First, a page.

Lacy, Mark J. (2002) Deconstructing risk society. Environmental Politics, 11 (4). pp. 42-62. ISSN 0964-4016Full text not available from this repository.
Ulrich Beck's writings about risk and ecopolitics have been heralded as one of the most perceptive responses to the 'chaos' and 'uncertainty' of the contemporary world, resulting in various collections of essays concerned with clarifying and extending his Risk Society thesis. On the basis of all this intellectual noise one would assume that Beck's work would provide a useful starting point from which to understand the myriad complexities of ecopolitics. However, it is the contention of this article that while Beck's work may provide an eloquent description of contemporary society, it often risks to limit our understanding of ecopolitics, restricting the manner in which we can explore issues in this increasingly important intellectual space. In particular, the article explores Beck's proposal for new formations of ecological democracy and his dismissal of writings from the Marxist tradition.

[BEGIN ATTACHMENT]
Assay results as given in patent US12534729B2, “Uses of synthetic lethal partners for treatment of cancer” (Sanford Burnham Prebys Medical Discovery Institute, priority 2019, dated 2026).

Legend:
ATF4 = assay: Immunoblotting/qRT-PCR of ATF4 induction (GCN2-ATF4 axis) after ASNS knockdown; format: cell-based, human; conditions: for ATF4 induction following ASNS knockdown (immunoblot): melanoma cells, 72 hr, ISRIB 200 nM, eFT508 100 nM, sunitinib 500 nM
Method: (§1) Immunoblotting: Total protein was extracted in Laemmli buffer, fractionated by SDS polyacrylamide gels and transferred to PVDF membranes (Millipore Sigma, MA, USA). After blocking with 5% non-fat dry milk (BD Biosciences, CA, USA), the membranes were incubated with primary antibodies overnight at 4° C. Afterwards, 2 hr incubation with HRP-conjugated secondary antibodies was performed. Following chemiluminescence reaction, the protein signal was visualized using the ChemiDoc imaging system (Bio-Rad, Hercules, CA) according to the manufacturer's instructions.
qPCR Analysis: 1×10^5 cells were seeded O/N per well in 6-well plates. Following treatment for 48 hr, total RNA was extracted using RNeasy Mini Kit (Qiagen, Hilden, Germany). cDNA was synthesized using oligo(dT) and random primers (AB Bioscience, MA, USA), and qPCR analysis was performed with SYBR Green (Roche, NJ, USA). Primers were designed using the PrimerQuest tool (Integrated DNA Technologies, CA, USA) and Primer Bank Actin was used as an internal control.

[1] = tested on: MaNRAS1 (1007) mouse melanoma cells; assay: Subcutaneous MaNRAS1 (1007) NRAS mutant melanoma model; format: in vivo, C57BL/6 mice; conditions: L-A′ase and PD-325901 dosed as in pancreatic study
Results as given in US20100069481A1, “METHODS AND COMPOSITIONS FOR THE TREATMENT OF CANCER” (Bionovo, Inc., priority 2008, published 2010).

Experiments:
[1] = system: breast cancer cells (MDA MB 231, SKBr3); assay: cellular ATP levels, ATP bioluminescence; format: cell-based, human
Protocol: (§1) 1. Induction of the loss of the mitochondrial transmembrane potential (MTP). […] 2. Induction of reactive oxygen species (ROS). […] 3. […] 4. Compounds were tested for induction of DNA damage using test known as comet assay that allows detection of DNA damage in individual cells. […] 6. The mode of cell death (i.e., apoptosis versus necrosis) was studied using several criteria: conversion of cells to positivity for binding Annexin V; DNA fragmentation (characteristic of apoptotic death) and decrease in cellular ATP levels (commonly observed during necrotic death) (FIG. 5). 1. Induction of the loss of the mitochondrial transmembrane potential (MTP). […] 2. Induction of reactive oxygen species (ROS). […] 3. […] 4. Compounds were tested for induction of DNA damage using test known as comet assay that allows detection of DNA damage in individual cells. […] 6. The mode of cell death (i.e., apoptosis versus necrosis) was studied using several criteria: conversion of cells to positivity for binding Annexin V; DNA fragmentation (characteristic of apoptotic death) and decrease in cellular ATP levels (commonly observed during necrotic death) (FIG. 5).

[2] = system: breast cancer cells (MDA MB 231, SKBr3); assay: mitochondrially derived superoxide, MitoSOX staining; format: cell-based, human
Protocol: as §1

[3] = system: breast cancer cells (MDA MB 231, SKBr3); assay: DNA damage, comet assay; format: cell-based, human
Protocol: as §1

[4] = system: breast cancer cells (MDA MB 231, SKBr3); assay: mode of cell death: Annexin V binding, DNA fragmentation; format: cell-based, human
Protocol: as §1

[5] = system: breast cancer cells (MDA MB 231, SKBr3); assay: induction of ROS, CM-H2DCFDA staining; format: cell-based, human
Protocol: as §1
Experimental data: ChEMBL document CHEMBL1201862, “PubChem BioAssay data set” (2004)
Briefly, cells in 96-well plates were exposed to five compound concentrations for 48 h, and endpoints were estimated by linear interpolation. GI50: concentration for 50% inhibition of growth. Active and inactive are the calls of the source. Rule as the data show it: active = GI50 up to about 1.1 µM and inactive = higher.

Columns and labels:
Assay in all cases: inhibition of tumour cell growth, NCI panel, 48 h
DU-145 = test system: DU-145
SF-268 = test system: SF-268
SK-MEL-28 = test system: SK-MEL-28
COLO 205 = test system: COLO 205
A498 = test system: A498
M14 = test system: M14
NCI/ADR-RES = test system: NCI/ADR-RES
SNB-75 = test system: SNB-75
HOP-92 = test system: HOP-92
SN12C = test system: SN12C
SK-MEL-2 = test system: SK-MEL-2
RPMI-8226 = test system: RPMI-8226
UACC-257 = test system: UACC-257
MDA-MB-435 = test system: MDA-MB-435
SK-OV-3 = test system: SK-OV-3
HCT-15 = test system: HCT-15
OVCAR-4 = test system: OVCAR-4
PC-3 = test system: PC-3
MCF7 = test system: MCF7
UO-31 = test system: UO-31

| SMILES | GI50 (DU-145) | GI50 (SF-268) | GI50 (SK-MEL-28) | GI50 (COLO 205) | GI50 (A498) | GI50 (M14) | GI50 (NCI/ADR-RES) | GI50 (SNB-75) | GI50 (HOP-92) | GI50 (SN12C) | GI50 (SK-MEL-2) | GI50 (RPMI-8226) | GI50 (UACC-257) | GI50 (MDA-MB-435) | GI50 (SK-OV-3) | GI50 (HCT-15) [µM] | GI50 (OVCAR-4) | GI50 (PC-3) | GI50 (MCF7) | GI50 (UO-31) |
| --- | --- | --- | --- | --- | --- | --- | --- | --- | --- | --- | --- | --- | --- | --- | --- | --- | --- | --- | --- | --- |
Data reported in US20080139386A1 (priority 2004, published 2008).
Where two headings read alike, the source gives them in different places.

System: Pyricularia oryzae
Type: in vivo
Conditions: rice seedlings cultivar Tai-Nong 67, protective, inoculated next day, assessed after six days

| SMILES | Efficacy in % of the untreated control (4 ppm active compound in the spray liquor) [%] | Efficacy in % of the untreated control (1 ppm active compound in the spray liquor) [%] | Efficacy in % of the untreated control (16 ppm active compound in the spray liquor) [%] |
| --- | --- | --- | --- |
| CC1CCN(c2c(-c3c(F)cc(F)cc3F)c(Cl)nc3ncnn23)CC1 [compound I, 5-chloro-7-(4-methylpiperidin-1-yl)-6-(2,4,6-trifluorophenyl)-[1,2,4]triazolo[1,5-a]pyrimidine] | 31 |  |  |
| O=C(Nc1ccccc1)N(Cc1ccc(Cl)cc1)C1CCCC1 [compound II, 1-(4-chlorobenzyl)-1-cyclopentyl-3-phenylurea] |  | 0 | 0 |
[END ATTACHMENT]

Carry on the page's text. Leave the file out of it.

|Journal or Publication Title:||Environmental Politics|
|Subjects:||J Political Science > JA Political science (General)|
|Departments:||Faculty of Arts & Social Sciences > Politics & International Relations (Merged into PPR 2010-08-01)|
|Deposited By:||Mr Richard Ingham|
|Deposited On:||13 Jan 2011 14:20|
|Last Modified:||07 Jan 2015 15:48|
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